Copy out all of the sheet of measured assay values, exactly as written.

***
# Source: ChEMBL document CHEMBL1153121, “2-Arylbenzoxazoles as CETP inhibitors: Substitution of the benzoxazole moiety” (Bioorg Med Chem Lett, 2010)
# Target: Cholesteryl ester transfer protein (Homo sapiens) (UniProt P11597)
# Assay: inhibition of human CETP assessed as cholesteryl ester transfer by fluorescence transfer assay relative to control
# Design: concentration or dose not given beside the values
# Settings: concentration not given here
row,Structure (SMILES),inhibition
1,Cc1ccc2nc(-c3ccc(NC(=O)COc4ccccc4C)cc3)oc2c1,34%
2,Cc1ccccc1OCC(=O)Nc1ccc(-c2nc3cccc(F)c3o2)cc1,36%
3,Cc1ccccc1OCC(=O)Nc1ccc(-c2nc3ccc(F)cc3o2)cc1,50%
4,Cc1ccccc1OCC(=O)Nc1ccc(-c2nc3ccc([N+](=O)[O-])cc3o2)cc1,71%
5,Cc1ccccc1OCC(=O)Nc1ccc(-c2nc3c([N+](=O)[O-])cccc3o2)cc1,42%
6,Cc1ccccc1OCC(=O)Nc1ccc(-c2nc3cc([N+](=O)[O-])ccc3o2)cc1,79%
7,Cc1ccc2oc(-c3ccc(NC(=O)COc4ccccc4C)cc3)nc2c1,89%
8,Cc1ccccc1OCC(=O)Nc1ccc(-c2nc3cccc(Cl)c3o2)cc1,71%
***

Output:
# Source: ChEMBL document CHEMBL1153121, “2-Arylbenzoxazoles as CETP inhibitors: Substitution of the benzoxazole moiety” (Bioorg Med Chem Lett, 2010)
# Target: Cholesteryl ester transfer protein (Homo sapiens) (UniProt P11597)
# Assay: inhibition of human CETP assessed as cholesteryl ester transfer by fluorescence transfer assay relative to control
# Design: concentration or dose not given beside the values
# Settings: concentration not given here
row,Structure (SMILES),inhibition
1,Cc1ccc2nc(-c3ccc(NC(=O)COc4ccccc4C)cc3)oc2c1,34%
2,Cc1ccccc1OCC(=O)Nc1ccc(-c2nc3cccc(F)c3o2)cc1,36%
3,Cc1ccccc1OCC(=O)Nc1ccc(-c2nc3ccc(F)cc3o2)cc1,50%
4,Cc1ccccc1OCC(=O)Nc1ccc(-c2nc3ccc([N+](=O)[O-])cc3o2)cc1,71%
5,Cc1ccccc1OCC(=O)Nc1ccc(-c2nc3c([N+](=O)[O-])cccc3o2)cc1,42%
6,Cc1ccccc1OCC(=O)Nc1ccc(-c2nc3cc([N+](=O)[O-])ccc3o2)cc1,79%
7,Cc1ccc2oc(-c3ccc(NC(=O)COc4ccccc4C)cc3)nc2c1,89%
8,Cc1ccccc1OCC(=O)Nc1ccc(-c2nc3cccc(Cl)c3o2)cc1,71%